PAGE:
MLB owners, players kick off key week of negotiations with lengthy meeting

The players’ contingent, led by Bruce Meyer (left) and Tony Clark (2nd from left) arrives in Florida Monday. (Ron Blum/AP)

After months of hand wringing, impatient frustration, and endless pleas to figure this thing out, Major League Baseball and its players finally got together on Monday for a long afternoon of tangible discussion.

Convening in Jupiter, FL, a group of active players and union boss Tony Clark were inside Roger Dean Stadium with MLB’s contingent for over five hours. Three Mets (Max Scherzer, Francisco Lindor and Brandon Nimmo), a Yankee (Jameson Taillon) and other former All-Stars (Paul Goldschmidt, Whit Merrifield and Sonny Gray) were part of the negotiations.

While the sides did not spend the entire time talking in the same room, the fact that they were physically in the same building for such a long time is certainly noteworthy. According to reports, the players and the league engaged in separate caucusing for about three hours.

Clark’s presence signals a shift in the tides, as he was not in attendance for any of the previous meetings in Midtown. Clark held a pre-meeting with the players in the stadium’s parking lot before they went in for the real deal, per Chelsea Janes of the Washington Post.

Rockies owner Dick Monfort — who is also chair of the labor committee — helped lead the MLB side of negotiations. Former labor chair and current Padres owner Ron Fowler was also on hand. Other representatives from the league side spotted at the meeting, per reports, were deputy commissioner Dan Halem, executive vice president of baseball operations Morgan Sword and senior vice president Patrick Houlihan.

After about an hour and ten minutes (far longer than the 15-minute speedrun Thursday in Manhattan) both sides took a break. When talks resumed, the league bumped its proposed pre-arbitration bonus pool to $20 million. This pool, which would be divided up between young players that have outperformed their contracts, was pitched by the players in the early days of negotiations. The league agreed to the idea in late January but they remain on a very different page than the players when it comes to the dollar amount. MLB wants the pool to be $20 million for 30 players. The players, reportedly, have been thinking something closer to $115 million, which would go to 150 players.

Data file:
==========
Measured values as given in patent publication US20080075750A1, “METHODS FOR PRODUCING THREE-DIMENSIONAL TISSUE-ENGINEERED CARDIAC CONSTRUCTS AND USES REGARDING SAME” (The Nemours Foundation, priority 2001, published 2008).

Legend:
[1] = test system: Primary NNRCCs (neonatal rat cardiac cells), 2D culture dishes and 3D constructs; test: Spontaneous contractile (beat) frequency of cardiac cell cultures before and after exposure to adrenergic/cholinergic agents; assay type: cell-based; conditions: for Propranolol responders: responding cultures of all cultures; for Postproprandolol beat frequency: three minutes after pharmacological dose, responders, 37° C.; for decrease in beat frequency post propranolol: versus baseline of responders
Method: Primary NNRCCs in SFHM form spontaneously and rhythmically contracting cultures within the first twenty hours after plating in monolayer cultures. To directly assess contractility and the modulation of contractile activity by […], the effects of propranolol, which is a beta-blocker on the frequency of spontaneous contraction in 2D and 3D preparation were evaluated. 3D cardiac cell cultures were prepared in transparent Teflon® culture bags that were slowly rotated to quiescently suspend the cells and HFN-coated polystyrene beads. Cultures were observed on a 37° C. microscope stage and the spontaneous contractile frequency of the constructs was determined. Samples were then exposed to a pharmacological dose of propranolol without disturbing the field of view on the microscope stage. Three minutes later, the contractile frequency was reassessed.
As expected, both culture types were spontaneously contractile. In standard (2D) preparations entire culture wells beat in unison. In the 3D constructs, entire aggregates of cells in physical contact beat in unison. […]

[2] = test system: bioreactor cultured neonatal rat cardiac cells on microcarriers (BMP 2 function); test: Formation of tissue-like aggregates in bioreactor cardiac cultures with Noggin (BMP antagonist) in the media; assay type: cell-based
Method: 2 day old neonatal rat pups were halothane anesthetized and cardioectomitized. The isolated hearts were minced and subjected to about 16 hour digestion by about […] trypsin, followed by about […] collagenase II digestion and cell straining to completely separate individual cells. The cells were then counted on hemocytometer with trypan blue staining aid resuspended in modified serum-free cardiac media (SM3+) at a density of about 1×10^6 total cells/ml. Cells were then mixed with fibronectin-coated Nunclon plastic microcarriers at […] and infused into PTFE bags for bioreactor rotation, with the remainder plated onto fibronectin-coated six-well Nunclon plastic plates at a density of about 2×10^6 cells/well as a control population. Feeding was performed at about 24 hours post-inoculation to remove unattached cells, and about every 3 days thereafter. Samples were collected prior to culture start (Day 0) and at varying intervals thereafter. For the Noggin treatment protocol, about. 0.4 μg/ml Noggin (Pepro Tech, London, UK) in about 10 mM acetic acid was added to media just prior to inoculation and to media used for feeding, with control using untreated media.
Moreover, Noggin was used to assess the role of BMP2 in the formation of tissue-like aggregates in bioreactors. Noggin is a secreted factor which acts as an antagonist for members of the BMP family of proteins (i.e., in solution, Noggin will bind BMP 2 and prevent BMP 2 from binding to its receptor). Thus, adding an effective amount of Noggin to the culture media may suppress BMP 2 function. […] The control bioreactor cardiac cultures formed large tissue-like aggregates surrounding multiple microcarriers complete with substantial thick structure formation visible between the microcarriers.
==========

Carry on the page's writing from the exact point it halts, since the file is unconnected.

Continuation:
As for tanking reforms, the league is said to have proposed a draft lottery to determine the top four picks. The players, who have been very outspoken against teams that are flagrantly not trying to win, want to see that go up to the first eight picks, per The Athletic. There were no revisions made to the competitive balance tax on Monday, which remains a major hurdle in actually getting a deal done.

The week (a week that both sides came into with the plan to meet every day) beginning with such time-intensive deliberations is, at the very least, a sign that urgency has increased. The league and the union plan to meet again on Tuesday, which is the least we can ask for at this point.